Vayeitze: The “I” Who Didn’t Know

Copyright 2011 Neal Joseph Loevinger

Torah Portion: Vayeitze

Greetings! In this week’s Torah portion, Vayeitze, our ancestor Yaakov
is on the run from his (quite understandably) angry brother, and
headed toward his uncle’s home in Haran, a place connected to both
Rivka and Avraham. While on the way, Yaakov lays down in the desert
and has his famous dream of a ladder going up to the heavens and
angels going up and down the ladder. He awakes and admits his surprise:

“Yaakov awoke from his sleep and said, ‘Surely the Lord is present in
this place, and I did not know it!’ ” ( Bereshit/Genesis 28:16)

The last phrase of this verse is difficult to translate elegantly, but
one could also read it as: “There is God in this place, and I, I did
not know”. The doubling of “I” comes from the fact that in Hebrew, a
verb is often enough to indicate who is speaking- so “anochi lo
yadati” is a bit redundant, because “anochi” means “I” (like “ani” in
modern Hebrew) and “lo yadati” means “I didn’t know.” So, of course,
when a verse is unusual, it attracts a great deal of attention from
the commentators, who in this case, derive a profound lesson from the
addition of “anochi” to “lo yadati,” a lesson about the nature of
spirituality itself.

In several Hassidic commentaries, the extra “I” of “anochi” is equated
with Yaakov’s ego or sense of selfhood. Thus, during a time when he is
on the run, presumably in fear and regret after stealing his brother’s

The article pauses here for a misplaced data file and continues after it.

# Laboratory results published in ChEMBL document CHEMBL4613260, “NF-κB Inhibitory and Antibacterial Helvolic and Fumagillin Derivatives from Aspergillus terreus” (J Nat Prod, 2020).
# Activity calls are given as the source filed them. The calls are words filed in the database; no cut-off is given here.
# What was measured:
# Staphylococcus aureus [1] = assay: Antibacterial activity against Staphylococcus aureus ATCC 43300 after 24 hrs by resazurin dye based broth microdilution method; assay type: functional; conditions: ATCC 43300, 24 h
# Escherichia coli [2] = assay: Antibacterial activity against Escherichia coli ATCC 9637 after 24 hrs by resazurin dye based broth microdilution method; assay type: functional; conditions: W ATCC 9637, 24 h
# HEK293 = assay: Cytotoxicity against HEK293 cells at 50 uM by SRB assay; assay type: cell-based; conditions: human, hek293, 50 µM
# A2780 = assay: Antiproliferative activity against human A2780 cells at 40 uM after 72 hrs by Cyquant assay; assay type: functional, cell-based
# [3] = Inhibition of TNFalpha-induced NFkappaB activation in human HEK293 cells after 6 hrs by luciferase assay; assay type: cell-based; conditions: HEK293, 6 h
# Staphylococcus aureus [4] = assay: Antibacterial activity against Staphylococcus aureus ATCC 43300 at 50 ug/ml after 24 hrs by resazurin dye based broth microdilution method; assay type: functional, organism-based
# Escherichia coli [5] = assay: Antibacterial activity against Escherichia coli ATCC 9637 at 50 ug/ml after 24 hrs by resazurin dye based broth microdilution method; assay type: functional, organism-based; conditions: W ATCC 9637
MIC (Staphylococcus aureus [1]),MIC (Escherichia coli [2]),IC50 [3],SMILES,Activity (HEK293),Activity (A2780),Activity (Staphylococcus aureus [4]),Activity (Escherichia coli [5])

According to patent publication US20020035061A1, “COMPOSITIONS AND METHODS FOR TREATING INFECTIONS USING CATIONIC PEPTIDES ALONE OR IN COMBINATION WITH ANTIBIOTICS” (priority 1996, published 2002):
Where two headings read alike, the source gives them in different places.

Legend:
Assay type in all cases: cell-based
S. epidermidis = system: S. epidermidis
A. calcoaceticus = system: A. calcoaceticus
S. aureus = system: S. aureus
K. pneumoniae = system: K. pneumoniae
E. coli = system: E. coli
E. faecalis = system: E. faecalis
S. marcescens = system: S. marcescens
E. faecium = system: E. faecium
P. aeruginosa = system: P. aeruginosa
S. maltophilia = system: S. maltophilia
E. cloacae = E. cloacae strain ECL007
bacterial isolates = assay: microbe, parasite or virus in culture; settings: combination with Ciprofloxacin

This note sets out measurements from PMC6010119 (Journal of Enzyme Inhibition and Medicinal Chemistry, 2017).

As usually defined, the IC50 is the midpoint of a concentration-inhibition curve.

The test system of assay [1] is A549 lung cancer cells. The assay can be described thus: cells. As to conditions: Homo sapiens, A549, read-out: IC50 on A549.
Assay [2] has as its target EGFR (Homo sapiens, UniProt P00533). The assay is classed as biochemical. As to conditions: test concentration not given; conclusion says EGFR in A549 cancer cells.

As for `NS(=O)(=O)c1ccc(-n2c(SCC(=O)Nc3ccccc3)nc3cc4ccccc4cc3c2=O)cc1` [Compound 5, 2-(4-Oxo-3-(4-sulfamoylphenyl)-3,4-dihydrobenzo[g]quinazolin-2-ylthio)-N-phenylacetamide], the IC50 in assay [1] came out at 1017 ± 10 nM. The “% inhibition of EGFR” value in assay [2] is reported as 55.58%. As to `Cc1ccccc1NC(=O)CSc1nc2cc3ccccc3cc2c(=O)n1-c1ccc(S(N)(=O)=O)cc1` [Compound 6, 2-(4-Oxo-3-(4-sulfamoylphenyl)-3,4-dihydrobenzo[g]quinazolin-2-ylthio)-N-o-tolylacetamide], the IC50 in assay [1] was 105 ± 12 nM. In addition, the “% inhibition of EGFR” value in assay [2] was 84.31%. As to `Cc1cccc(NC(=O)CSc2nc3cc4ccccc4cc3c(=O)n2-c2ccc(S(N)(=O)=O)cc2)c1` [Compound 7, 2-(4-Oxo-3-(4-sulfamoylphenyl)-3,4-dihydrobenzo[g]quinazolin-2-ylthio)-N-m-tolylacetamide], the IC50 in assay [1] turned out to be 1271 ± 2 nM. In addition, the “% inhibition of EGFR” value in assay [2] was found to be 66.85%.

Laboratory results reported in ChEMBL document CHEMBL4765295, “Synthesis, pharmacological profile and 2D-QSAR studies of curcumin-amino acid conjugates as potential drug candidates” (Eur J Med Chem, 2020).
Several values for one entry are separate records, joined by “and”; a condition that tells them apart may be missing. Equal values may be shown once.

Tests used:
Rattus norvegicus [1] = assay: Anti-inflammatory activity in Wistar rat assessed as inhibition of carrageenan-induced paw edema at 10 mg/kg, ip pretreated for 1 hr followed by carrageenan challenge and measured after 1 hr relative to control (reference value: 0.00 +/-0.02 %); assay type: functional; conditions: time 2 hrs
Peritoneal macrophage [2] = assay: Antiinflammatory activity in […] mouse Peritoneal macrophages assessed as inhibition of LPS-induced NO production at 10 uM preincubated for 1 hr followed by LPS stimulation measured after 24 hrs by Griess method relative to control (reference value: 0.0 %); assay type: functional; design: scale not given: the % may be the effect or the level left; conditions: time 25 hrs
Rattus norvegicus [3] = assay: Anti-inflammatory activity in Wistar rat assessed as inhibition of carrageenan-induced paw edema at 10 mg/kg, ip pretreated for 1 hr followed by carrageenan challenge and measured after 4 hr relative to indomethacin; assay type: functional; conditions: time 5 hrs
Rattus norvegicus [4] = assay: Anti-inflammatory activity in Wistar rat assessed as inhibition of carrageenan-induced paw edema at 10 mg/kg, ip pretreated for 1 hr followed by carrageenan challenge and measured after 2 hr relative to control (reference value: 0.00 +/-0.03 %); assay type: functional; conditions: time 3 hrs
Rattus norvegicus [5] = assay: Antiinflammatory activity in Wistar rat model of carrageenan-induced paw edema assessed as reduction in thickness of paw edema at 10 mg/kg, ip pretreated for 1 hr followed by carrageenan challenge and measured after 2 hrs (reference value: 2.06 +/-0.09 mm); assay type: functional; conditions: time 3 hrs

birthright and blessing, all alone in the desert, he is open to a
profound sense of the Divine Presence precisely because his ego, his
conception of “Yaakov,” has been cracked apart and opened up. So when
the text says “I, I did not know,” the Hassidic masters see this as
teaching that the “I” part of Yaakov- his pride, ego and illusion of
wholeness- is what “didn’t know” that God was in this (and every)
place, able to reach through to a deeper part of him and send him
further along his life’s journey.

This teaching is very real to me, both in my personal and rabbinic
experience. It is precisely the times when I’ve had no choice but to
let go of previous conceptions of myself- when I had no alternative
but spiritual openness- that my ability to move forward into new
journeys has been strengthened and renewed. Yaakov’s previous
relationships, with his brother and father, were broken and shattered-
but new relationships, with wives and children, were just around the
corner, if he could sense the possibility of purpose and meaning in
life, despite its pain and trouble. That’s where God comes in- to give
us a broader vision than our solipsistic sense of self, stuck in its
pain and habits, may allow.

Faith, in this sense, is not about what you believe with your
intellect, but about one’s ability to grow despite the natural human
fear of change. It’s the ego, our “comfort zone” of self-conception,
which resists change and often wants to keep things just as they are-
and that part of ourselves is what “doesn’t know” and holds us back
from the growth in awareness, compassion, and service which is every
person’s spiritual potential.

Yaakov, like all of us, has moments of profound change in his life,
and one such liminal moment is when he realizes that the Yaakov who
left Beersheva- the Yaakov who deceived his father and humiliated his
brother- is no longer somebody he can be. “I, I did not know”- I, the
person I was, is now seen as a barrier to the person I can be if I
journey with awareness of my spiritual potential. Such a realization
is painful, but part of every seeker’s journey.

Shabbat Shalom,

RNJL

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